Giants' first opener experiment fails vs. Blue Jays, but not a one-off

Giants' first opener experiment fails vs. Blue Jays, but not a one-off

SAN FRANCISCO -- "There is a script, but it's not that defined."

Those were Giants manager Bruce Bochy's words before Tuesday's game, the premiere of The Opener in San Francisco. The Giants will try this again, because any front office willing to try an opener is also one familiar with the phrase "small sample size," but the first attempt went off-script from the start. 

Nick Vincent, the reliever-turned-starter, nearly got knocked out in the first. Tyler Beede, the starter-turned-reliever, wasn't much much better. The Giants lost 7-3 to the equally lowly Blue Jays. 

They took a shot, and it didn't work. But it was fun for a while, and it was different, so here's a running diary of an experiment that was nothing like what Bochy and Farhan Zaidi pictured ... 

Monday, 3:01 p.m.

It has been five months since Zaidi, sitting in his suite at the annual Winter Meetings, revealed to reporters that the Giants likely would use an opener at some point. The official announcement, though, comes in the form of a text from a member of the PR staff.

Updated Giants probables for TOR series:
Tues: RHP Nick Vincent.
Wed: TBD

And with that, the Giants enter the opener era. 

Tuesday, 4:05 p.m.

Perhaps the biggest misconception this whole time has been that Bochy would be at odds with Zaidi over the use of an opener. Bochy, in his final year, simply wants to win, and he has used this strategy before, albeit under much different circumstances.

He regularly used starters out of the bullpen in the postseason, including in Game 7 of the 2014 World Series. The Giants knew Tim Hudson's right arm was hanging by a thread that night, so they had Jeremy Affeldt ready to go early. Affeldt entered in the second inning before turning it over to "bulk guy" Madison Bumgarner. Hudson recorded just five outs.

A Tuesday night game against the Blue Jays is about as far from you get from the World Series, but the Giants, looking to turn their season around, couldn't keep doing what they had been doing. Entering Tuesday, starters had given up 42 runs in the first inning of 40 games.

"I think you look at our track record the last couple of weeks and it's not very good in the early (innings)," Bochy says in his pre-game press conference. "You do things to shake it up, so that's what we're doing."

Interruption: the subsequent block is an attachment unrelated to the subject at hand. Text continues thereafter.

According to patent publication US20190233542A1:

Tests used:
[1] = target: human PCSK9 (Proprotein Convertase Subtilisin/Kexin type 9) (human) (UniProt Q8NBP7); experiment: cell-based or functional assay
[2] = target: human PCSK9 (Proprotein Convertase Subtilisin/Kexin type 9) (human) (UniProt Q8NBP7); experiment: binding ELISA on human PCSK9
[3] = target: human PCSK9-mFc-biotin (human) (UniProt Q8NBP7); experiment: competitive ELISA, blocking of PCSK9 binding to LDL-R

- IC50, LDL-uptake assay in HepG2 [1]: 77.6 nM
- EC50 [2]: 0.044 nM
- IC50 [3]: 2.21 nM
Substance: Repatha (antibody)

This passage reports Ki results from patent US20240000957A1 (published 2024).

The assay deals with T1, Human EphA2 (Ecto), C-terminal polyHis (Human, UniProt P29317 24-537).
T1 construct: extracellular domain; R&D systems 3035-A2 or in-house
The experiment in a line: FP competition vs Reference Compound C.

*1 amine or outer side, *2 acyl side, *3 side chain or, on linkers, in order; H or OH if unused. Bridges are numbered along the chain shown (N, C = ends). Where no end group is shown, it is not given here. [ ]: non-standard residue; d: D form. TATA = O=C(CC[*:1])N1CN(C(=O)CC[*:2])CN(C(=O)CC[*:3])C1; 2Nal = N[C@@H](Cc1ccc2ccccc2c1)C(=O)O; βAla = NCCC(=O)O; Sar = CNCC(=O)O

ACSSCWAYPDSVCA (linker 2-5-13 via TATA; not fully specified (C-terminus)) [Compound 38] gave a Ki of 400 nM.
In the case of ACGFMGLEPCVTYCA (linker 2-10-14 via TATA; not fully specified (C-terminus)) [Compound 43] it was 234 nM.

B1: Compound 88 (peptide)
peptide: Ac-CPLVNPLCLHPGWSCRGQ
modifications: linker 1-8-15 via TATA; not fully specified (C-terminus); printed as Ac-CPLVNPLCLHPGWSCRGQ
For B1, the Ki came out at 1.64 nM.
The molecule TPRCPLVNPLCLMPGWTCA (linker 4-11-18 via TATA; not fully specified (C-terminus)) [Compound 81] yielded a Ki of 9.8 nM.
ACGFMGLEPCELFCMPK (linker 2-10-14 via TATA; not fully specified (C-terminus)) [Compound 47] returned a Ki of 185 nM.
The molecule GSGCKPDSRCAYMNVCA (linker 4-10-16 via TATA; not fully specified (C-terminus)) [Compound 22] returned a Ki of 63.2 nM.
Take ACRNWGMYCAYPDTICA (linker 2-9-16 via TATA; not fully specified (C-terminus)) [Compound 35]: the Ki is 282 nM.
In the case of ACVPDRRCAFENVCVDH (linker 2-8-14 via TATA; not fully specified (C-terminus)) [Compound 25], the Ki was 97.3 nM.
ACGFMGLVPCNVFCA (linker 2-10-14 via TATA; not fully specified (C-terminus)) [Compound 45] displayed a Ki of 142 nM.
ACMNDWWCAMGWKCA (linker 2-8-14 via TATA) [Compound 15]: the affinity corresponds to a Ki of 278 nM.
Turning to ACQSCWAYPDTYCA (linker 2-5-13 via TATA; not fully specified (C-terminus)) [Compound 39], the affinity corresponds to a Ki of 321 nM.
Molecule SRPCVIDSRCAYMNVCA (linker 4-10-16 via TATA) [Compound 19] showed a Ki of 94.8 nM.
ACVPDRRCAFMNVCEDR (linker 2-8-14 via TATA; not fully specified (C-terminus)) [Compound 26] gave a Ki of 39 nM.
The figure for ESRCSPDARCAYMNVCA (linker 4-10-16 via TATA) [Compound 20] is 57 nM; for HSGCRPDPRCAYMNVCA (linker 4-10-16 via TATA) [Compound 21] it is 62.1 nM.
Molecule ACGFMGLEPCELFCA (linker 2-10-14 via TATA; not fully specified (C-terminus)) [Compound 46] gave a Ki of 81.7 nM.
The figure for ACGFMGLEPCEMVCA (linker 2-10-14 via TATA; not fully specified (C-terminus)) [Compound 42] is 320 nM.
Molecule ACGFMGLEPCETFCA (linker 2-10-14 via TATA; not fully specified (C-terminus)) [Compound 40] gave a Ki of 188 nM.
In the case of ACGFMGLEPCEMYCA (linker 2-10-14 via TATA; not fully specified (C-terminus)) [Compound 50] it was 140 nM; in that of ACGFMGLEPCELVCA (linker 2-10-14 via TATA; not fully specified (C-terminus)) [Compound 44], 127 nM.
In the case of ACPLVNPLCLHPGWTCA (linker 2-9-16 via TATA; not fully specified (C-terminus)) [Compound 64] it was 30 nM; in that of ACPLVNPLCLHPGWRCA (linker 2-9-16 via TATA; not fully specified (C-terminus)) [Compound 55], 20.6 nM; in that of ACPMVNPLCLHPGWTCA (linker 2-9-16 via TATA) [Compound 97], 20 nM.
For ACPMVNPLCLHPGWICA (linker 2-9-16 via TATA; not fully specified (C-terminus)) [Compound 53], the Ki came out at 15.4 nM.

6:05 p.m.

As he has done so many times, catcher Stephen Vogt steps into the dugout, puts his gear on the bench, and starts stretching. He is soon joined on the field by ... Tyler Beede. 

As Beede runs on the field, a Giants staffer looks up and and smiles.

"I'm not sure what he's doing," he says.

This process is new for everyone. The Giants have planned for Beede to follow Vincent and soak up most of Tuesday's innings, so he goes out early to get loose and play catch with Vogt.

"I tried to for the most part keep my routine the same," Beede later said after the game. "The same as any other day I would start. It's nothing I'm not familiar with."

As the two warm up, Vincent steps into a room behind the dugout where relievers hang out during the game. All alone, he starts to stretch his right arm with a resistance band. 

6:34 p.m.

After the Canadian and American anthems, Vincent finally takes the bullpen mound. Nineteen warm-up pitches later, Vincent hops off and fist-bumps pitching coach Curt Young, bullpen coach Matt Herges and Vogt. He grabs his jacket and walks slowly back to the dugout as lineups are announced. 

"You try to go through the same motions," Vincent said after the game. "But it's never the same, no matter what you do."

6:45 p.m. 

It is 59 degrees at first pitch, and Blue Jays second baseman Eric Sogard digs in and takes a first-pitch strike from Vincent, starting for the second time in 367 appearances. Sogard pops up to left on the second pitch of the game.

The Giants are rolling. 

6:48 p.m. 


Of course Vladimir Guerrero Jr. hit his first career homer against this reeling Giants staff. The ball left the yard at 111 mph and traveled an estimated 438 feet. Vlad would hit another homer later in the game, this one a three-run shot deep to left-center.